Language is a powerful tool. It can empower people and it can dis-empower them.
In the world of disability, there are so many pieces of language that we could look at and argue both for and against use of words and terminology. That discussion is for another blog.
In this blog, I’m going to talk a bit about innovation. My understanding of the word, what I see the word mean to others and an exciting opportunity that has come up for me to explore that word a bit more.
Since I set up my social enterprise, a lot of the terminology that I used to use has changed. This is a result of needing to connect with different audiences and better communicate a message with them.
Words that I hadn’t used that often before, lived experience, user led, innovation, now regularly come up in conversations and pieces that I write.
These words hold different meaning to different people and are dependent on the context that they are talked about in.
I’ve always understood innovation to mean brining in something new, an idea of some sort. So it could be a new product or it could be a new way of working.
That’s why when setting up The Wheelchair Skills College, I saw it as innovative. There’s nothing and no one out there now that is making sure that every person receives wheelchair skills training if they need it. Designing something that would meet that need is an innovation.
How exclusive is innovation?
Although wheelchair skills are about lifestyle, many of the benefits that you get are health related. That’s why when I set up, I started exploring how I could work in the healthcare setting. There is so much talk of coproduction and innovation that I thought I’d found a way to get wheelchair skills out to the masses.
How those things look in real life are very different to how they are talked about.
The focus on investment for innovation in the health setting seems to be geared toward financial return on investment, the money that investors are going to get back from selling a products to the NHS or Trusts.
What about those things that won’t bring in money, but will save it?
The NHS really is geared toward acute care and preventative services always seem to come across as an afterthought or at least a much lower priority. While preventative services offer huge improvement to lifestyle and massive social return on investment that will lead to savings for the healthcare system.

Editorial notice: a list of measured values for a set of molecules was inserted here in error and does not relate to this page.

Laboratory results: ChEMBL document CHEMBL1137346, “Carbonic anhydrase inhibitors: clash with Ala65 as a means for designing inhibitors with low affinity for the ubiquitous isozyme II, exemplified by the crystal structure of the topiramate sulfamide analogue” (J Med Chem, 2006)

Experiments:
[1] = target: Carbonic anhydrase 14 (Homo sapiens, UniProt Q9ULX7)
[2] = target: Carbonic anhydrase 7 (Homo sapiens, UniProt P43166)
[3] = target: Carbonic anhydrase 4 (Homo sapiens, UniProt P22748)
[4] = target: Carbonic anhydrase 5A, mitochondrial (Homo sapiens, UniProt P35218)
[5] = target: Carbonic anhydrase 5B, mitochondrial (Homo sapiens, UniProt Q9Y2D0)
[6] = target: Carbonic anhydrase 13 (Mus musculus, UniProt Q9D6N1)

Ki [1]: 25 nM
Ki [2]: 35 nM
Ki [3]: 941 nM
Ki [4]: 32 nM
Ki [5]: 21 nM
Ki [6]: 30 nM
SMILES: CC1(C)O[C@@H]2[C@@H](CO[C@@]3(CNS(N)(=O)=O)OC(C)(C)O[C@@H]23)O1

People don’t have access to innovation and that’s a problem. Why? Because there are so many amazing ideas out there that aren’t currently being shared. Ideas that could potentially have huge impacts on so many people.
There’s a lot that we need to do to find people with these ideas and take them from a concept to a scalable, impactful solution. Designing a pathway giving people access to resources, both financial and non-financial, would be an amazing place to end up.
That’s the end goal. But where do we start?
I’d like to suggest that we start by changing the way we talk about innovation. In changing how people talk and understand it, we remove some of the barriers to being innovative and open the door to more innovators and their ideas.
Innovation is about ideas. Ideas for change. They can be big; national, global. Or they can be small. Something that makes a difference for you and the things that you do everyday.
Let’s talk about innovation being micro, meso and macro. Innovation of any size making innovation more accessible.
Collaborating with the Global Disability Innovataion Hub
Innovation comes in all shapes and sizes. Last month I started working on a project with a piece of technology that I haven’t had the opportunity to use before.
I’ve been collaborating with the Global Disability Innovation Hub (part of UCL) to map out the movement involved in wheelchair skills and apply that to a virtual exo-skeleton.
It is a really awesome project to be working on. When we have mapped out movements of wheelchair skills, it gives us an opportunity to develop more tailored and remote wheelchair skills meaning that we can reach more people than ever before!
My research fellowship for innovation
I really want to see innovation become more accessible for more people and want to find out how to make that happen.
Last year I started the application process for a Churchill Fellowship, something that I really didn’t think I had a shot at getting. But like most things, I had a why not attitude about it.
Imagine my elation when in early June I found out that I’d been successful with my application to research “Innovation through lived experience of disability”.
My Fellowship will take me to Australia and New Zealand early next year to explore the work they are doing there and bring back some ideas to create a pathway for other disabled innovators to build their ideas.
Become an innovator!
So how can you become an innovator? I don’t have all the answers yet, but there are a few places that you can start looking.
If you are working on a social cause and would like to find out more about differently solutions that are worked on globally then check out the Churchill Fellowship – application open in September!
If you’re looking to start more local, there isn’t one place to start either. A quick Google of your area name and phrase like “community fund” will start giving you a few places to look. It’s a deep rabbit hole, but if you’ve got an idea that can make change, it’s certainly worth diving in.